The Story Behind The Kaizen Relay
We started working on a power distribution unit in 2016. The goal was to create something that would activate things (fans, pumps, lights and even nitrous solenoids) using vehicle data from the OBD2 port.
It all started on a 17 hour drive home from Coalinga, CA after a Shift-Sector event. We were talking about adding sensors to a Twin-Turbo Corvette with a stock PCM. We were going to have to add redundant sensors which didn't sit right with me. I wanted to use the sensors the car already had! I started looking online for a device that would take OBD2 vehicle data (throttle, vehicle speed, front wheelspeed, rear wheelspeed, etc. and use it to activate a device or switch a relay. I was blown away when I couldn't find anything so I kept looking. I eventually stumbled on a smart developer (Devbutton.com) who had done some custom CAN development and I sent him an email.
Fast forward a few months and we're working together to create what we called the "Output Controller." For the next 8 months we continued working and developing the device and we eventually realized that it was growing in complexity and shrinking in market potential. Besides that, we had found similar devices on the market and to make ours any magnitude greater was going to cost more dollars, hours and technical resources than we had. So it died.
We could have cut down the features, and we could have made it cheaper but that's not what wakes me up in the morning. Making things BETTER is what wakes me up in the morning. Just making things that sell isn't good enough.
Over the next year I was marinating on the idea and I just kept building and tuning cars (for those who don't know, we mostly do late model GM) but I hated how it looked when we installed relays. Every car needed multiple relays, and no matter what, I just couldn't get over how crappy and outdated they were. So it dawned on me, make a relay that connects right up to the relay next to it and gets it’s power and ground from the first one and make it look like it was designed sometime after Magnum PI lost his mustache. Then every relay can be installed in half the time and look way cleaner!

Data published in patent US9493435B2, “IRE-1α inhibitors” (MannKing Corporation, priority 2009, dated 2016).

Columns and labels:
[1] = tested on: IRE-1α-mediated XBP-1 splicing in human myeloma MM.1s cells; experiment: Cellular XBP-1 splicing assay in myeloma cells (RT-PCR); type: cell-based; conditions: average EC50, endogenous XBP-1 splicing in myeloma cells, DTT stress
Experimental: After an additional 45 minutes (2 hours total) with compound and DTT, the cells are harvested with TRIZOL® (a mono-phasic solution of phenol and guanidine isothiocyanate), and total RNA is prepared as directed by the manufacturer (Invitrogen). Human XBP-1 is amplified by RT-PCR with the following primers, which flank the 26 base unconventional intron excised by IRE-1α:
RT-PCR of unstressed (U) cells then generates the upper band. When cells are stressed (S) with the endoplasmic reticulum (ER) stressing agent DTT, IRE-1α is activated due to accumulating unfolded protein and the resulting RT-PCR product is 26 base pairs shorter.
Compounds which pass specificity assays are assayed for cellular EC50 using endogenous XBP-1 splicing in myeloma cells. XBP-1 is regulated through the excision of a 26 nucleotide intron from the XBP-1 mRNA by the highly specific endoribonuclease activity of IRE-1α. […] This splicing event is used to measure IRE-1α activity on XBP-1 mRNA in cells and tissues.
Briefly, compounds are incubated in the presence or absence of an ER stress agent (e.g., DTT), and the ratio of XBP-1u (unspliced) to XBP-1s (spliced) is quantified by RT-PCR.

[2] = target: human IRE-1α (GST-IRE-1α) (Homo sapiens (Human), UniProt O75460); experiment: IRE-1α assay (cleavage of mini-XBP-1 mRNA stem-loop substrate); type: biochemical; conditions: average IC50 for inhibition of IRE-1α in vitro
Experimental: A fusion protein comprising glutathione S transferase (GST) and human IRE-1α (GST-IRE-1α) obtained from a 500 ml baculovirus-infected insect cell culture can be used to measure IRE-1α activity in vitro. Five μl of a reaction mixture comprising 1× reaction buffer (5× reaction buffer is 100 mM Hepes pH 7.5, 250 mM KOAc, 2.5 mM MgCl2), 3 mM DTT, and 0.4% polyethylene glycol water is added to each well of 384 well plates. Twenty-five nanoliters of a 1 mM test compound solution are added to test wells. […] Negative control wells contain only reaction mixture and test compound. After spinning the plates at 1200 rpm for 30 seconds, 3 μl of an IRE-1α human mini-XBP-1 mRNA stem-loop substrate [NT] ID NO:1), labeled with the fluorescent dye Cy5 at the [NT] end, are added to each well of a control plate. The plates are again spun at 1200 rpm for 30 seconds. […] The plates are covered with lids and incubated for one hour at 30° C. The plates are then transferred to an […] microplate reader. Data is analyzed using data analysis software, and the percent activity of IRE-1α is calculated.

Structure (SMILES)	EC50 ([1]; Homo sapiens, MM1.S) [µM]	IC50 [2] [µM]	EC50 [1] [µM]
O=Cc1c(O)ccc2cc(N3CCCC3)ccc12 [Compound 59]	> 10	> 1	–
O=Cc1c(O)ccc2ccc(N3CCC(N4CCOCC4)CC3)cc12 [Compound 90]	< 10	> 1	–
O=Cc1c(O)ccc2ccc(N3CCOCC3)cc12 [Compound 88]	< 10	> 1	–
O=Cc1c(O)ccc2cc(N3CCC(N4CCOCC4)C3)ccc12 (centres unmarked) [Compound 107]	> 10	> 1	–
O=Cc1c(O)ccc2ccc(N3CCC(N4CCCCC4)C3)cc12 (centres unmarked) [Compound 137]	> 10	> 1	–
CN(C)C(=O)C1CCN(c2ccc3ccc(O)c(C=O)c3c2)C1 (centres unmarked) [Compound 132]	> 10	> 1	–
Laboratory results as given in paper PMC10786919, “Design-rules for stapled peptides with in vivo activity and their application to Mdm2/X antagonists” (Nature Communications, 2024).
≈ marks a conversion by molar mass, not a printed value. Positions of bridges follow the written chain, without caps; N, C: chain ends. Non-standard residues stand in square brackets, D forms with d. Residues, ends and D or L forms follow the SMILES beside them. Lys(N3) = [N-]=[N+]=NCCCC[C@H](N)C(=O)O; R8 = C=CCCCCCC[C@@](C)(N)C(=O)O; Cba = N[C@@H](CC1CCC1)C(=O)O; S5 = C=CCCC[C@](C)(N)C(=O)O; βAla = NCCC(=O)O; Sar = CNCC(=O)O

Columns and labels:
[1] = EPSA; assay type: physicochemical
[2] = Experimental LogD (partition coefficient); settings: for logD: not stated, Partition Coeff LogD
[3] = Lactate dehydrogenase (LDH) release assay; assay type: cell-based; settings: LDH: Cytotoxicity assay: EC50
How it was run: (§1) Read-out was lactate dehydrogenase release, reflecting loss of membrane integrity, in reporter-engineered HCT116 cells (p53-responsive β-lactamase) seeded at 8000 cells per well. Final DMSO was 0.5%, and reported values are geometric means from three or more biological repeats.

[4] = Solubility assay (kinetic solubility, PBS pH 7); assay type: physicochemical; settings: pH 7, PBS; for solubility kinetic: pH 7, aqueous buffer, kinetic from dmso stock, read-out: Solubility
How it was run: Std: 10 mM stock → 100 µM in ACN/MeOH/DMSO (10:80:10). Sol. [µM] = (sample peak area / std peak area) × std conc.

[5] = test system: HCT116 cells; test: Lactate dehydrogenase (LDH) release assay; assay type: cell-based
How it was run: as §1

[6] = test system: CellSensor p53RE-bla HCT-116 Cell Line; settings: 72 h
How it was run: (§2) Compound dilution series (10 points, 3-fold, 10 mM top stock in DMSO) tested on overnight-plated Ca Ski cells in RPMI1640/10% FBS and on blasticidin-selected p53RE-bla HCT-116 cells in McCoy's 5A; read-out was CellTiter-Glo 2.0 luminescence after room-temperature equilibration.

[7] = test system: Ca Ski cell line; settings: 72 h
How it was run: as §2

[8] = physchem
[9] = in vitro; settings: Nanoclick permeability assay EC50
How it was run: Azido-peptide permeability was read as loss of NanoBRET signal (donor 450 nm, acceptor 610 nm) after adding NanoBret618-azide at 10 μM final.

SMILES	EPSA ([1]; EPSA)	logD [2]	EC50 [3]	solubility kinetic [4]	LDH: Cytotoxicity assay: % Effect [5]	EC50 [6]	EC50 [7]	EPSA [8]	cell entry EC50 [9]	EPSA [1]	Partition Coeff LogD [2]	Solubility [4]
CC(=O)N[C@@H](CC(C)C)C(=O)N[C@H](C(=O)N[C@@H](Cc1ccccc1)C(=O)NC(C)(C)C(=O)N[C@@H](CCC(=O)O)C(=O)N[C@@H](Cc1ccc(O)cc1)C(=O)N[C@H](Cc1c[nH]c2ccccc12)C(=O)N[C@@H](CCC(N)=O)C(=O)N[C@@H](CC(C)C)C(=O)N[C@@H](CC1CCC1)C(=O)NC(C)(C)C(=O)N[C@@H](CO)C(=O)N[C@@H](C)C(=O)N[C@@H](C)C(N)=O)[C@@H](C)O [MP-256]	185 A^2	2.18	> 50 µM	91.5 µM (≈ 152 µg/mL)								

So this thing became my #1 priority in November 2017, and at the time my wife was 8 months pregnant and I was running my shop and working on the relay every chance I got. I literally contracted my first engineer on December 22, the day after my son was born as I lay in the hospital with my wife!
I’ve spent the last two years reconfiguring the product, testing power chips and iterating the enclosure design thousands of times (I wish that was an overstatement). As of April 2019 we have functioning, custom PCBs designed to work within our patent pending enclosure and with our custom power distribution system of buss bars and pogo pins.
At the time of this article the device is officially referred to as the Kaizen Relay and is a utility patent pending "modular power distribution device," a.k.a. a relay. It's a weatherproof, solid-state relay that directly replaces standard relays and can be triggered with power or ground. The ability to connect relays together while they remain connected to wiring is patent-pending and 100% unique to our product. Nothing here is regurgitated, it's a clean sheet design; from electronics to enclosure.
The interlocking side ports also allow for optional modules to attach and that's where it gets interesting. In partnership with CANtrolls we've designed a programmable CAN enabled module that can attach directly to the side and pulse or trigger the relay based on CAN messages. Manufacturers can create custom firmware for activating everything from auxiliary fuel pumps at WOT to Line Locks when factory cruise control buttons are pressed. It can be programmed by the end user, or come pre-configured. The possibilities here are endless for end-users, tuners and manufacturers especially. The restomod market and anything with a crate engine can really go crazy with this. The best part is, you don't have the expense or the bulkiness of a big housing. The Kaizen Relay is the size of a standard relay.
We have a lot of real-world testing and design-for-manufacturing to do before it's ready for public consumption so please stay tuned. We'll do our best to continue to update this blog with details and we expect the Kaizen Relay to be available in 2020.